Anne Lee

A study is underway at Back Track Dairies to see if seven years of following the Albrecht Kinsey approach to soil fertility has made a difference to the soil’s ability to hold on to nitrogen and potentially reduce leaching.

Lincoln University senior lecturer in animal sciences Dr Racheal Bryant is carrying out the study with the help of the Ministry of Primary Industry’s Sustainable Farming Tere Fund.

The 1270-cow Back Track Dairies, between Methven and Ashburton, is owned by Jeremy Casey and Kim Solly along with the Murney family.

It’s made up of two dairy farms – one on each side of the road.

In 2012 Jeremy and Kim had an increasing interest in alternative fertiliser regimes and when they converted both units they saw the perfect opportunity to look more closely at the Albrecht Kinsey approach by running a comparative study to see for themselves if there really were benefits.

Over the last seven years, data has been collected across a range of parameters including milk production, animal health, cow reproductive performance, soil fertility, soil physical factors, soil biology and plant production.

On the south side of the road is the 155-hectare, 542-cow Whakapono farm, which uses the Albrecht Kinsey approach while on the north side of the road, the 210ha, 724-cow Waiora is run under a conventional fertiliser approach provided by Ballance Agri Nutrients.

The Albrecht Kinsey advice is provided by Don Hart of Top Soils.

Other than the fertiliser regimes both units have been run under the same management systems since conversion with staff also moving between the two to ensure no bias.

Over the last seven years, data has been collected across a range of parameters including milk production, animal health, cow reproductive performance, soil fertility, soil physical factors, soil biology and plant production.

Lincoln University, Plant and Food Research, Macfarlane Rural Business, Dairy Cow Monitoring and DairyNZ have all been involved in carrying out data collection and analysis.

The study by Racheal will look at the distribution of nitrogen, in all its measurable forms, down the soil profile following a simulated urine application which was carried out in late May.

Total carbon will also be measured and she hopes to also be able to measure cations potassium and sodium along with anions sulphate, phosphate and chloride.

Overseer-modelled nitrogen loss figures have been similar over recent years for both farms, apart from last season when nitrogen fertiliser was increased on the conventional farm.

Racheal’s study wants to investigate what is happening in reality to autumn applied urinary nitrogen and if, as has been suggested, the Albrecht Kinsey managed soils are retaining nutrients more successfully than conventionally managed soils.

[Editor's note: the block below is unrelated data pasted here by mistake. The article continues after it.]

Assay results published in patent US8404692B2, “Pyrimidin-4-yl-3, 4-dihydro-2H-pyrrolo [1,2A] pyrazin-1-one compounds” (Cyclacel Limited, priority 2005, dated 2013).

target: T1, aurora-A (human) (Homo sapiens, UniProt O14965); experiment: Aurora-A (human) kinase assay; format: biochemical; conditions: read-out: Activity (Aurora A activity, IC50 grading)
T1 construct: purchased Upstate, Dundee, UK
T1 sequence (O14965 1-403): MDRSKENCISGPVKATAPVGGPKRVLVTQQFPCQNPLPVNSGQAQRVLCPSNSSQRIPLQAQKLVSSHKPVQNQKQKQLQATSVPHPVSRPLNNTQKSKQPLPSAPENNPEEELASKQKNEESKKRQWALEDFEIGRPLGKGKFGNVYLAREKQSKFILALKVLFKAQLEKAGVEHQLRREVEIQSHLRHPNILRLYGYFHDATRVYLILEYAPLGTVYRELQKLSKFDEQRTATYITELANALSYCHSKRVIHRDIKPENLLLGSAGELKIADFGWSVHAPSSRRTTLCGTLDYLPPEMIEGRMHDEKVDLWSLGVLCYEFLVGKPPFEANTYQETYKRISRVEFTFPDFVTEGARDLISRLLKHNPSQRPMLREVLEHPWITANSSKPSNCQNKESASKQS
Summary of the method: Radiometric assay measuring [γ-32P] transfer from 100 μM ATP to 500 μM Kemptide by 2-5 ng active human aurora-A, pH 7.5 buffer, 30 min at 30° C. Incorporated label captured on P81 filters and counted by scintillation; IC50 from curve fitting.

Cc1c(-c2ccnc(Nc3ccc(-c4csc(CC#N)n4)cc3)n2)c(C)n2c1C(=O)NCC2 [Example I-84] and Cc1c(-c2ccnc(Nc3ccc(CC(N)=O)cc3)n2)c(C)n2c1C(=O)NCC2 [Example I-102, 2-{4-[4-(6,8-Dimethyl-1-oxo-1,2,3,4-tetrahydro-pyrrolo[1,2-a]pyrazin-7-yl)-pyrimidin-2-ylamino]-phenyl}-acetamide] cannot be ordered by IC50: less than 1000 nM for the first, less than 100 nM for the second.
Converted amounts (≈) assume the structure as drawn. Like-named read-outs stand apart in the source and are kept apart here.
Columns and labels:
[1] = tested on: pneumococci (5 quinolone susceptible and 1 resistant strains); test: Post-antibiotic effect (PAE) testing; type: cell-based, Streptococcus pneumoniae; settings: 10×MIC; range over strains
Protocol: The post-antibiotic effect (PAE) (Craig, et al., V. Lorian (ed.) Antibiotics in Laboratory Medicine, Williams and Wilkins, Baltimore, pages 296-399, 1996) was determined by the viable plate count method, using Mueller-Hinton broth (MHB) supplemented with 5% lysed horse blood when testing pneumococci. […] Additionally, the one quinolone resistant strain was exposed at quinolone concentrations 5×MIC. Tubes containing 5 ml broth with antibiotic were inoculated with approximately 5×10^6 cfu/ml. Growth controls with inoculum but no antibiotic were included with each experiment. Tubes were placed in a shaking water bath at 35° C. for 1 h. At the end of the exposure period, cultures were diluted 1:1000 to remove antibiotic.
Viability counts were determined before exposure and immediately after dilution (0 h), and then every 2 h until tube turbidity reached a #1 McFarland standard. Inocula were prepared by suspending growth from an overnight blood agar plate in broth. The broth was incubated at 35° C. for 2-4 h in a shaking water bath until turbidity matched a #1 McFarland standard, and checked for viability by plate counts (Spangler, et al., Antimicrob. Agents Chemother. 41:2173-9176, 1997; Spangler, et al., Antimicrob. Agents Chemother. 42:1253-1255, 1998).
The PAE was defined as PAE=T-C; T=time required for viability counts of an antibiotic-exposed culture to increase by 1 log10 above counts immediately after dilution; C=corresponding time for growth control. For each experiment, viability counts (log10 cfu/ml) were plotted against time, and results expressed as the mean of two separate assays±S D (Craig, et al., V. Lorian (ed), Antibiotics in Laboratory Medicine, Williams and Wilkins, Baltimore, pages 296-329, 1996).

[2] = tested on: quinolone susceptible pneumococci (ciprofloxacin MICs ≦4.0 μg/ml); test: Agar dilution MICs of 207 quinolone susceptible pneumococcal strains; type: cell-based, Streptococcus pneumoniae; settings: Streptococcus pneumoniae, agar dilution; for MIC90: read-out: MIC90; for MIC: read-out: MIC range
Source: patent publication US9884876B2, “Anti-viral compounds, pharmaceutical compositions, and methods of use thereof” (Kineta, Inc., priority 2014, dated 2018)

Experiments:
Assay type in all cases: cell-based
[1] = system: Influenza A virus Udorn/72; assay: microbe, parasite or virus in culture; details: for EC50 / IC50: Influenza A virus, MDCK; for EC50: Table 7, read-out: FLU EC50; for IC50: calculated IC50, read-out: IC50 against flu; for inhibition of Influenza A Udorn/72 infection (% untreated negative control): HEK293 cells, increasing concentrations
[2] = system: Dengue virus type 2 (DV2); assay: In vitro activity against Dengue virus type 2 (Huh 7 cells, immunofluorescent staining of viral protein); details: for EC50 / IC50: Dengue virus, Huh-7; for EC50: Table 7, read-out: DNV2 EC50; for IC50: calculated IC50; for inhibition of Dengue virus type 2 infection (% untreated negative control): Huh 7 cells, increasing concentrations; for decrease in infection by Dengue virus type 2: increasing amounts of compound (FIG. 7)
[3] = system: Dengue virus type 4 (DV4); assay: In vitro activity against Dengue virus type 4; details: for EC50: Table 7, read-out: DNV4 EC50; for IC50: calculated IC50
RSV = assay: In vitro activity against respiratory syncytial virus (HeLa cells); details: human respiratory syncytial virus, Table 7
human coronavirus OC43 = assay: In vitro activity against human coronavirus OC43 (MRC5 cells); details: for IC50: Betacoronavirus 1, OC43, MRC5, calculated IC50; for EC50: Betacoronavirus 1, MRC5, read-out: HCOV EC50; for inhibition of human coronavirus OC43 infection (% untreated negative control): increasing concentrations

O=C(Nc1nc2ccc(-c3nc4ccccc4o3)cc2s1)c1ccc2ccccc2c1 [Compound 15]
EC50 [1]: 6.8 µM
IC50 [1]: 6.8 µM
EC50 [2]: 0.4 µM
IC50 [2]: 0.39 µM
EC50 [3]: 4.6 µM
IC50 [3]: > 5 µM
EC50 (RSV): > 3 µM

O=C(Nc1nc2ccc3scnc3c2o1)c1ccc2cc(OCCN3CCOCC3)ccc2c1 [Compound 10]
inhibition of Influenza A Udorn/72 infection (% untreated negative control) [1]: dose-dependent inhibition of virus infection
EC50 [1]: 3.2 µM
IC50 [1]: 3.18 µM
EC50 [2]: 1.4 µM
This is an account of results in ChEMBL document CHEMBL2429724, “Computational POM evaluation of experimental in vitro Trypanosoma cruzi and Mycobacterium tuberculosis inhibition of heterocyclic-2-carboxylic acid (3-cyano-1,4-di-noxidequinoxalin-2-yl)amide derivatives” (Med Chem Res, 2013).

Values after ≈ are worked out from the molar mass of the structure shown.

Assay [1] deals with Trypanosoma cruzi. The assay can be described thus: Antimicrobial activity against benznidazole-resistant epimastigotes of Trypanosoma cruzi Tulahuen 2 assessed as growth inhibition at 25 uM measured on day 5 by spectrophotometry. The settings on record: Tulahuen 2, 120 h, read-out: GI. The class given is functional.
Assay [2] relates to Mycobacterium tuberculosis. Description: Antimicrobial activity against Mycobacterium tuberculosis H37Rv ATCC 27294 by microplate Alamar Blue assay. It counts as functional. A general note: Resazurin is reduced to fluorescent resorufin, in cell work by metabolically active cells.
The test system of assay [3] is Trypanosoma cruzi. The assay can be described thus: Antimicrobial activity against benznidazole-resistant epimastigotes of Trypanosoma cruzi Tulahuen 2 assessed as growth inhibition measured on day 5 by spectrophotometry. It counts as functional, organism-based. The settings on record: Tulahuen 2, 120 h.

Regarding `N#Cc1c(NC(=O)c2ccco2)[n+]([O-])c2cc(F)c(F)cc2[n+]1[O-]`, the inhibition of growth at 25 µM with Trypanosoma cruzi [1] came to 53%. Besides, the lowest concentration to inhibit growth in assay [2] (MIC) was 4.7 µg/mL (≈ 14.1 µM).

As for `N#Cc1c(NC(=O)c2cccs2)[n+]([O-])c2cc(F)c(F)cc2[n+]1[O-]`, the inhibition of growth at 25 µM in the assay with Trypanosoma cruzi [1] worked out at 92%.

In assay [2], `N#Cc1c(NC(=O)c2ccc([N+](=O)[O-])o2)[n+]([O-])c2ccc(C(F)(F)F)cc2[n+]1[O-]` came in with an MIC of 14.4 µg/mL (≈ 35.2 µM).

Core samples at various depths down the soil profile will be taken from the monitored plots with the first samples taken just before the urine was applied to give a baseline reading.

Samples will be taken four more times through the winter with the last just before cows return to the paddocks in spring.

Results from other measures over the past seven years show there has been no significant differences in milk production or pasture production although the Albrecht Kinsey farm, Whakapono has used less nitrogen – typically 40-50kg N/ha/year less – and grew more clover.

Jeremy has also used much less nitrogen on the conventional farm than is often typical in Canterbury with 157, 151, 118, and 117kg N/ha used each year since 2014/15 up until 2017/18.

Whakapono has used 125, 111, 75 and 107kg N/ha each year over the same time frame.

In 2017/18 he pulled the rates closer together, dropping the conventional application rate and found more clover production.

But this past season Jeremy increased nitrogen use to 167kg N/ha on the conventional Waiora farm – the same level used by Lincoln University Dairy Farm while Whakapono received 92kg N/ha.

As expected the amount of clover dropped on Waiora but the Overseer loss rates increased significantly above those of Whakapono.

Jeremy says while it might be disappointing for Albrecht Kinsey proponents that Whakapono isn’t outstripping Waiora on production or profit stakes he finds it “quite outstanding” that in an intensive system like his nitrogen rates can be kept so low on Whakapono and it can hold its own with the conventional system.

Other trends have emerged in favour of the Albrecht Kinsey approach with Whakapono soils home to more soil biology in the form of both good and bad critters.

For instance, there have been more earthworms found in Whakapono soils – 755 on Waiora and 1300 on Whakapono in 2018 but also more grass grub and Porina with 884 total critter numbers on Waiora and 1675 on Whakapono.

Animal heath trends too have also been apparent with Whakapono cows having a lower incidence of metabolic problems at calving, although for the rest of the season it’s more variable.

Frequently reproductive performance has been better on Whakapono in terms of three-week submission rate and empty rate.

Operating profit has been similar over recent years although there has been criticism that in the early years the Albrecht Kinsey approach called for a much more expensive fertiliser regime and that extra cost has not yet been recouped.

Don points out though that soil testing using the soil tests appropriate for the Albrecht Kinsey method show the nutrients added in those early years are not lost and are showing up in the soil tests.

He also believes the additional trace elements apparent in the soil tests are showing up on farm and could be responsible for improved animal health and reproductive performance.

“I think we’re in a good place with this because we’re getting very similar production, the profitability each year is similar but we’re doing it with less nitrogen so the environmental effects are lower,” Don says.